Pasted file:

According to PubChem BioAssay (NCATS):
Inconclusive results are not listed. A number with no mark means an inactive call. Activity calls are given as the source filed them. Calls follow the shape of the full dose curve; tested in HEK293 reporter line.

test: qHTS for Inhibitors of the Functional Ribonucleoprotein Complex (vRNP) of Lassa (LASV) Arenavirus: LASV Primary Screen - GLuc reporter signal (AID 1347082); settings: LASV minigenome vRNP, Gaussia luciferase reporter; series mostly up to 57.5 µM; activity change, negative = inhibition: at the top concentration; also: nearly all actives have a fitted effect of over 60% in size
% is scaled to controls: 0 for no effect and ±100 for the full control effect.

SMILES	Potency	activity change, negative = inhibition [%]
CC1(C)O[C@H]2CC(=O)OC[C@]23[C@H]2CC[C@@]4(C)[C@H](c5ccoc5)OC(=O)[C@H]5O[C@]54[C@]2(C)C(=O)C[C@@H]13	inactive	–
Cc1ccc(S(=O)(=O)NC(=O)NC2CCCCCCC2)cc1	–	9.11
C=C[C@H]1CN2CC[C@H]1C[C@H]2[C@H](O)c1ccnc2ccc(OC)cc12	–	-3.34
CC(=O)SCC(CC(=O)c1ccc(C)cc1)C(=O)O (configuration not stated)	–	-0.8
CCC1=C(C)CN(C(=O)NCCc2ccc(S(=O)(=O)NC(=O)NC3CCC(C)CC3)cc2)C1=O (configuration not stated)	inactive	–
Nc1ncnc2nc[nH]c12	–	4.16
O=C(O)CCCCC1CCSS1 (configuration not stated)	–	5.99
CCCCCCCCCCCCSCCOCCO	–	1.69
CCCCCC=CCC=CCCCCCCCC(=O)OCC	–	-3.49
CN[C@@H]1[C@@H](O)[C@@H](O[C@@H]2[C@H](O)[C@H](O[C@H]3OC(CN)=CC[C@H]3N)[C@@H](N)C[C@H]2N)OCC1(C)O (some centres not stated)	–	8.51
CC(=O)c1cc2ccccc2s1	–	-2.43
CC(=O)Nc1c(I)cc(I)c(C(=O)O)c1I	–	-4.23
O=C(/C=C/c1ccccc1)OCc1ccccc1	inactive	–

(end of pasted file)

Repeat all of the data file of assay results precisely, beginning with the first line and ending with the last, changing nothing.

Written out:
According to PubChem BioAssay (NCATS):
Inconclusive results are not listed. A number with no mark means an inactive call. Activity calls are given as the source filed them. Calls follow the shape of the full dose curve; tested in HEK293 reporter line.

test: qHTS for Inhibitors of the Functional Ribonucleoprotein Complex (vRNP) of Lassa (LASV) Arenavirus: LASV Primary Screen - GLuc reporter signal (AID 1347082); settings: LASV minigenome vRNP, Gaussia luciferase reporter; series mostly up to 57.5 µM; activity change, negative = inhibition: at the top concentration; also: nearly all actives have a fitted effect of over 60% in size
% is scaled to controls: 0 for no effect and ±100 for the full control effect.

SMILES	Potency	activity change, negative = inhibition [%]
CC1(C)O[C@H]2CC(=O)OC[C@]23[C@H]2CC[C@@]4(C)[C@H](c5ccoc5)OC(=O)[C@H]5O[C@]54[C@]2(C)C(=O)C[C@@H]13	inactive	–
Cc1ccc(S(=O)(=O)NC(=O)NC2CCCCCCC2)cc1	–	9.11
C=C[C@H]1CN2CC[C@H]1C[C@H]2[C@H](O)c1ccnc2ccc(OC)cc12	–	-3.34
CC(=O)SCC(CC(=O)c1ccc(C)cc1)C(=O)O (configuration not stated)	–	-0.8
CCC1=C(C)CN(C(=O)NCCc2ccc(S(=O)(=O)NC(=O)NC3CCC(C)CC3)cc2)C1=O (configuration not stated)	inactive	–
Nc1ncnc2nc[nH]c12	–	4.16
O=C(O)CCCCC1CCSS1 (configuration not stated)	–	5.99
CCCCCCCCCCCCSCCOCCO	–	1.69
CCCCCC=CCC=CCCCCCCCC(=O)OCC	–	-3.49
CN[C@@H]1[C@@H](O)[C@@H](O[C@@H]2[C@H](O)[C@H](O[C@H]3OC(CN)=CC[C@H]3N)[C@@H](N)C[C@H]2N)OCC1(C)O (some centres not stated)	–	8.51
CC(=O)c1cc2ccccc2s1	–	-2.43
CC(=O)Nc1c(I)cc(I)c(C(=O)O)c1I	–	-4.23
O=C(/C=C/c1ccccc1)OCc1ccccc1	inactive	–